I thought I’d do a series of posts about some fairly simple, but fundamental things that you might want to do when creating a web application on Windows Azure with ASP.NET MVC 5. These posts will be pretty step-by-step, and not make any assumptions about the readers skill level or familiarity with the tools.
This first post is going to explain how to get started with ASP.NET MVC, create an project based on a template and publish that sample project to windows azure (All of these posts will assume you’re working on a windows machine).
If you have any questions, feel the pace is too slow/fast or feel that I have missed something, then please get in touch or leave a comment and I’ll do my best to help.
Series: ASP.NET Web Apps on Windows Azure
- Part 1 - Creating and Deploying an ASP.NET MVC Web App to Windows Azure
- Part 2 - Connecting an ASP.NET MVC Web App with SQL Azure
- Part 3 - Connecting SQL Management Studio to SQL Azure
- Part 4a - How To…Verify Email Address: Entity Framework Code First Migrations
- Part 4b - How To…Verify Email Address: Setting Up SendGrid on Windows Azure
- To get started with asp.net mvc we’re going to need Microsoft Visual Studio, if you already have visual studio installed then great, if not you can download visual studio for free, and get it installed. If you are installing visual studio express, download and install the web edition.
- Next you’re going to need to install the windows azure software development kit (SDK), you can download it from the windows azure website. Just visit Windows Azure Downloads and get the latest SDK (version 2.2 as of writing this). Once you’ve downloaded it simply follow the instructions in the installer
Creating an ASP.NET MVC Project
To get started we’re going to create an MVC project based on one of the standard templates installed with visual studio.
Open Visual Studio and create a new project (this can be found on either the start screen called ‘New Project…’, or under File>>New>>Project…).
Now select the project type and give it a name
- In the furthest left pane (project template types pane) select Installed>>Templates>>Visual C#>>Web
- In the middle pane (the project template pane) select ASP.NET Web Application
- In the bottom pane choose your project name, solution name and where the files will be created. For me my project is called ‘MyFirstWebAppProject’ and my solution is called ‘MyFirstWebAppSolution’. The folder where these will be created I left as the default (C:\Users\matt\Documents\Visual Studio 2013\Projects);
- Click ‘OK’
Projects and Solutions
The difference between projects and solutions can seem confusing when you’re getting started. The simple answer is that your project represents the thing you’re working on, whereas a solution represents a collection of these things.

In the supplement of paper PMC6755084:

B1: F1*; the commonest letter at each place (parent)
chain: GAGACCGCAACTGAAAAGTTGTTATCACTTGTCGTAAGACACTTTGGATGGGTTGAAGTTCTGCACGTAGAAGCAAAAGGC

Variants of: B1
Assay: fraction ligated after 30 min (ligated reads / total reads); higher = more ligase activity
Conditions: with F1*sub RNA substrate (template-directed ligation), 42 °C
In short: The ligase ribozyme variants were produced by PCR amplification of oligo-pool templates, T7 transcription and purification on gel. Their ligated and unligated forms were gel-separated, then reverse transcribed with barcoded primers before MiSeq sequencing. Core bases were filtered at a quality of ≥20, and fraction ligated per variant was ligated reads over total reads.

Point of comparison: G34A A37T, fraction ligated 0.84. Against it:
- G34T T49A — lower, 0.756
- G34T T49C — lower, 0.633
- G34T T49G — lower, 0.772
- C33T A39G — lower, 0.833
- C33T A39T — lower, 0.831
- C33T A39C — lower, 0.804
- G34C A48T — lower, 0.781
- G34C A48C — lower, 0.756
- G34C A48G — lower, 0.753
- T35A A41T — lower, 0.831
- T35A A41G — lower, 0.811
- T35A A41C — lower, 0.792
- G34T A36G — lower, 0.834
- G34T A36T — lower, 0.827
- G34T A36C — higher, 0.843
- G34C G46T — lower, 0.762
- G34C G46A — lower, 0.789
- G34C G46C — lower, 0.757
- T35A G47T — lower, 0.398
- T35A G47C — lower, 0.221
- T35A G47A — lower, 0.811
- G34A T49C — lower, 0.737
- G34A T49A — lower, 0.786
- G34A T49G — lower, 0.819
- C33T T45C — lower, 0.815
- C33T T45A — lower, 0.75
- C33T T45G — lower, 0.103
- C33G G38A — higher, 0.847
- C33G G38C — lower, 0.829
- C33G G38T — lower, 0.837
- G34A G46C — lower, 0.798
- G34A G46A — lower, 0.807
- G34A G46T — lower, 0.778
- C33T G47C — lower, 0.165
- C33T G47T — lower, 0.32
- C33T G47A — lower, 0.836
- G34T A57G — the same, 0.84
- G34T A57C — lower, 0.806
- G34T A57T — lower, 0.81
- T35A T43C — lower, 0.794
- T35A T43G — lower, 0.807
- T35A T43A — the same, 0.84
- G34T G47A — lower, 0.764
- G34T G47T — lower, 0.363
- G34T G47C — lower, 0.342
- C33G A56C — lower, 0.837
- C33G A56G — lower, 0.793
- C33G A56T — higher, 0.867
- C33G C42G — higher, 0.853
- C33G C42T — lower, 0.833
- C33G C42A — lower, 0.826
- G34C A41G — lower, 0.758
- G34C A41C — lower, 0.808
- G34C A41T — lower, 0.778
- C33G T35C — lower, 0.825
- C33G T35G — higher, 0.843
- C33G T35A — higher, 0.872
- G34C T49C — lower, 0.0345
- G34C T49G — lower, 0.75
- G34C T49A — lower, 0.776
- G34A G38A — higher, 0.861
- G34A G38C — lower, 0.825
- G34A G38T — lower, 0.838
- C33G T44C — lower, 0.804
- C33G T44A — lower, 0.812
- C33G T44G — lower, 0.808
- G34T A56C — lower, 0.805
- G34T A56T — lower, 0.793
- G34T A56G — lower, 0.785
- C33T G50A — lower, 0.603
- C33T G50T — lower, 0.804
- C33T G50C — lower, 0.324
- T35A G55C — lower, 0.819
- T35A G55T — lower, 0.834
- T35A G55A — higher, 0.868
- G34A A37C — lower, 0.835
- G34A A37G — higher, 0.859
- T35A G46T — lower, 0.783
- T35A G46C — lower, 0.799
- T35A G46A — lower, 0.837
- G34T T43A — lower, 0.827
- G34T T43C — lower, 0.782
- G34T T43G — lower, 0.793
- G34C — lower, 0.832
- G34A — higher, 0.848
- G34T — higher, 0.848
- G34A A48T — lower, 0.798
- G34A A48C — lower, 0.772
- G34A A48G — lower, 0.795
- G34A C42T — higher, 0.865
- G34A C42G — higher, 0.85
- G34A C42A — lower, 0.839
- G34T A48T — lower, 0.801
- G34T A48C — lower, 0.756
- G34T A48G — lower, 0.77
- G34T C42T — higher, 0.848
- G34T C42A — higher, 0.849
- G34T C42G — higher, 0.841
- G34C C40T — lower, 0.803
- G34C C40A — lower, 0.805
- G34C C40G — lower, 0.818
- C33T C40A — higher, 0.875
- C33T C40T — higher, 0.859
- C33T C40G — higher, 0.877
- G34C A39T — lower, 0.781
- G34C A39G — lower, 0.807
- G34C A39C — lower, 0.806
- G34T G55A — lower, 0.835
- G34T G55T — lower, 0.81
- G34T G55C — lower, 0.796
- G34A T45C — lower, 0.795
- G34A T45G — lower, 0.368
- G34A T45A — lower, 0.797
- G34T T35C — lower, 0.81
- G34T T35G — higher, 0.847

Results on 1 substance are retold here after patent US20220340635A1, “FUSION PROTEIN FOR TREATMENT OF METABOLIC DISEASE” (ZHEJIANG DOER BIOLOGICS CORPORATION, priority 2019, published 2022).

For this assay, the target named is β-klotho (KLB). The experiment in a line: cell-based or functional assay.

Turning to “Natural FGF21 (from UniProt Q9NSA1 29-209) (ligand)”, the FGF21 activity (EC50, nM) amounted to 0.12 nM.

Next you need to select the ASP.NET template you want to use. For us we’re going to be creating an internet facing MVC web app.
- In the ‘Select a template’ pane choose ‘MVC’.
- The only folders we want selected is the MVC folder (should be this way by default).
- And we want to keep the ‘Individual User Accounts’ as the authentication mechanism, as leave that as its default too.
- Click ‘OK’
This should get you up and running with a the template MVC project.
Brief Explanation of the Project Structure
Visual studio will have created a fully functioning template project for you to start working from. The solution explorer window should look like this. (The solution explorer is normally located on the right hand side of the screen, or can be activated by going to View>>Solution Explorer):
I could spend an entire day explaining each feature of the project, but I just want to give you a quick heads up. In a future post I’ll go into more detail about each feature. For now heres some headlines working down the project structure top to bottom:
- The App_Start folder should contain several code files that do configurations at start-up. Things like setting up stylesheet bundling, specifying your websites routes* and setting up your websites security mechanism.
- The Content folder contains your cascading style sheets (CSS) – from the offset there is bootstrap.css which is a user interface (UI) framework, and Site.css which is the sites unique styling.
- Controllers are where a lot of the server side logic happens, its where the requests are received and handled*.
- The fonts folder is designed to contain font files for use in styling. In this case it contains several files that enable the use of the glyph icons set font awesome.